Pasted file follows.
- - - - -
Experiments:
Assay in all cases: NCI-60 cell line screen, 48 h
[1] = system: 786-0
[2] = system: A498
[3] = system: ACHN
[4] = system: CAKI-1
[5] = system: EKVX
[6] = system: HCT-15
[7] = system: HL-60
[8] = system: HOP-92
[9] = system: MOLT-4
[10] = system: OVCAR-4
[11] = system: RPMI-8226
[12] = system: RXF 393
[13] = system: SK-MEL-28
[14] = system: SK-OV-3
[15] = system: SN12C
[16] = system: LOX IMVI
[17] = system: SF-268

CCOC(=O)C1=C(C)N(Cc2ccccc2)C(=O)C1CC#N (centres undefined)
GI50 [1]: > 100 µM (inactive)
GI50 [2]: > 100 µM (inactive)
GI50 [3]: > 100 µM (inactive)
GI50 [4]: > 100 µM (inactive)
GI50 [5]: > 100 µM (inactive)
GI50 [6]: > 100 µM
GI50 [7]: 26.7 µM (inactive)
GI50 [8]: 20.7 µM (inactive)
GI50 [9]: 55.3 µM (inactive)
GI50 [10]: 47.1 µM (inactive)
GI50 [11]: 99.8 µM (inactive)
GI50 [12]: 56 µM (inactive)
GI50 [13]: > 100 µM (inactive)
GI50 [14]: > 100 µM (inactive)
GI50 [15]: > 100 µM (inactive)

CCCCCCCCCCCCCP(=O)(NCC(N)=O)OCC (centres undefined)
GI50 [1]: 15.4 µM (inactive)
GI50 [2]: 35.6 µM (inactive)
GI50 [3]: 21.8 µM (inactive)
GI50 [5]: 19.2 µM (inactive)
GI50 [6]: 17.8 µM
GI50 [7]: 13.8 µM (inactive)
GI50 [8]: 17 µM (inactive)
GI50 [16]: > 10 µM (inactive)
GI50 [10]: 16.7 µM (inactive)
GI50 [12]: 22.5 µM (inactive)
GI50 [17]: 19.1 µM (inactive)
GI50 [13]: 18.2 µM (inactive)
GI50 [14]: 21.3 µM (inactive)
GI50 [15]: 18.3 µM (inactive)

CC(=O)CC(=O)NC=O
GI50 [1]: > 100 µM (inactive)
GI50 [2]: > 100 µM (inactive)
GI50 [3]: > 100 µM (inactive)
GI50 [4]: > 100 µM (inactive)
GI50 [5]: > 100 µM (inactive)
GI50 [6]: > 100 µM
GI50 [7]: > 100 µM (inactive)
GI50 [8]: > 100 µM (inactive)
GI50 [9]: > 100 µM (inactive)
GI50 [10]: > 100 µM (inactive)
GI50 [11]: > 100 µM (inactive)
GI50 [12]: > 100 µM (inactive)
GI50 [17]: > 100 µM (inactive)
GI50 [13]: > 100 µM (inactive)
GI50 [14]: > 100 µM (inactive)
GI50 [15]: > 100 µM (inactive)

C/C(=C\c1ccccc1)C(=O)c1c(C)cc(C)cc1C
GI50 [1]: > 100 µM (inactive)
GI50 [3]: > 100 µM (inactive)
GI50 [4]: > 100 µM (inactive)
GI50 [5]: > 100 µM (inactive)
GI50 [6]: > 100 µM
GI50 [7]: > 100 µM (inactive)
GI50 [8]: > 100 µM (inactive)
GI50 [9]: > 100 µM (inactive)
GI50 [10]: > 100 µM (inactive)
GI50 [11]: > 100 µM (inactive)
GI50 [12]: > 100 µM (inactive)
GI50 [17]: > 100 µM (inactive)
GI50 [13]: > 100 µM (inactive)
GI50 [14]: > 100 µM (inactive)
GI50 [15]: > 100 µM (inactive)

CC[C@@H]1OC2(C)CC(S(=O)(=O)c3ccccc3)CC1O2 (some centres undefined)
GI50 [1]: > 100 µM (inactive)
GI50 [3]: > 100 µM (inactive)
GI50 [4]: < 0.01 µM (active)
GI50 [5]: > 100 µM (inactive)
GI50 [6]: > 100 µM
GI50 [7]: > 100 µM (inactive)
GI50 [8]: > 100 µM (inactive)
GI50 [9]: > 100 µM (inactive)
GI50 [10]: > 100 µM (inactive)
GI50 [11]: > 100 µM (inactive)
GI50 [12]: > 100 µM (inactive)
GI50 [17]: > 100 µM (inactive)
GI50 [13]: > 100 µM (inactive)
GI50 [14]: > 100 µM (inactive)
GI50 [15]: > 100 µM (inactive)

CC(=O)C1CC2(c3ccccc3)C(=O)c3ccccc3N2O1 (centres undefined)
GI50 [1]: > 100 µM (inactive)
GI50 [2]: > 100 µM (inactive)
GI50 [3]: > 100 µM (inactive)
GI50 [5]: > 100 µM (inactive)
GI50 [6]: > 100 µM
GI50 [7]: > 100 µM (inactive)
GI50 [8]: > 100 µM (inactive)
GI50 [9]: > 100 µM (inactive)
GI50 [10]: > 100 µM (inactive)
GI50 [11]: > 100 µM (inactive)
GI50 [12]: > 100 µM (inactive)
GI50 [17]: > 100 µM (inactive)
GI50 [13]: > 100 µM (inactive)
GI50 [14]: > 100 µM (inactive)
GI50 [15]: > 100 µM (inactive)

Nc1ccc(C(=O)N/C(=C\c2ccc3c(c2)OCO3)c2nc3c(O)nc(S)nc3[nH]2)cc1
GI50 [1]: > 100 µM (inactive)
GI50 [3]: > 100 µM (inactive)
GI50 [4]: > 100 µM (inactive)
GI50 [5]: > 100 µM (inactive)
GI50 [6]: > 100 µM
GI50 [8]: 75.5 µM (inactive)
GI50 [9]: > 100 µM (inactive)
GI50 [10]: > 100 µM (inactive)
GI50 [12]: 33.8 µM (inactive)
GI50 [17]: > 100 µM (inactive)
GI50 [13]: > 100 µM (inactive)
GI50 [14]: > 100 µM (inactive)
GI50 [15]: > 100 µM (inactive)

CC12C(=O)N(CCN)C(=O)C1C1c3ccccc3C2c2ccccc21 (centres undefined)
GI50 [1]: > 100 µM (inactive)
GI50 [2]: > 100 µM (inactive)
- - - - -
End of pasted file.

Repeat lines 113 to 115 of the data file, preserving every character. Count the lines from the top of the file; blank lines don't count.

GI50 [13]: > 100 µM (inactive)
GI50 [14]: > 100 µM (inactive)
GI50 [15]: > 100 µM (inactive)